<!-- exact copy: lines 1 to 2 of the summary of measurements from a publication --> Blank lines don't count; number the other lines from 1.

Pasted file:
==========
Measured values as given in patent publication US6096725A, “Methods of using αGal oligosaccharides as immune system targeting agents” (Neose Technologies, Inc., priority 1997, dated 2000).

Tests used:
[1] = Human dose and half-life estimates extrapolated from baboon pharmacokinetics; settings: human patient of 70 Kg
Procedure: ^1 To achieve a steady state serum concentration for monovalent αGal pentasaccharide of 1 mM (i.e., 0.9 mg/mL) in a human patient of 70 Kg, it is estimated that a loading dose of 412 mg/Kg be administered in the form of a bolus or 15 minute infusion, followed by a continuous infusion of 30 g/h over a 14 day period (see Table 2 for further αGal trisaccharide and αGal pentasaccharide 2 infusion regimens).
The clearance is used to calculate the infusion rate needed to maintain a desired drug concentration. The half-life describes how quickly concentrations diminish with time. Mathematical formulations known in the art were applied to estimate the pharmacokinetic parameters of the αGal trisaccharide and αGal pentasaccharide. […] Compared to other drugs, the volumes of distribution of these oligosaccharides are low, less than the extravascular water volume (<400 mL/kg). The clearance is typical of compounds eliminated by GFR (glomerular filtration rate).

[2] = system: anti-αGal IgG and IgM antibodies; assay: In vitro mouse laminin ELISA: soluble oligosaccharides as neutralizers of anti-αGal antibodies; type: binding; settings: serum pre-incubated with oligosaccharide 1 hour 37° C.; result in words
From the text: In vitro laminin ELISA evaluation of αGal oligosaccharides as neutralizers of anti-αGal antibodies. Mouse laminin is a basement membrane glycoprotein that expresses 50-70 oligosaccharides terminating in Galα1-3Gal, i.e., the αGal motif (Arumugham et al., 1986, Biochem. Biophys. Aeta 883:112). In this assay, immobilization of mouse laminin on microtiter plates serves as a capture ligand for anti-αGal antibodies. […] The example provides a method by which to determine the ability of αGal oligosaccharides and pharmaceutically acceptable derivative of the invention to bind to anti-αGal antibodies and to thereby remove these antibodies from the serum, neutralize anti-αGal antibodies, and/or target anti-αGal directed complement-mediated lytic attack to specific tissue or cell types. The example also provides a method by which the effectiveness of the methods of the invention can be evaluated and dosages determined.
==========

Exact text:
Measured values as given in patent publication US6096725A, “Methods of using αGal oligosaccharides as immune system targeting agents” (Neose Technologies, Inc., priority 1997, dated 2000).

Tests used: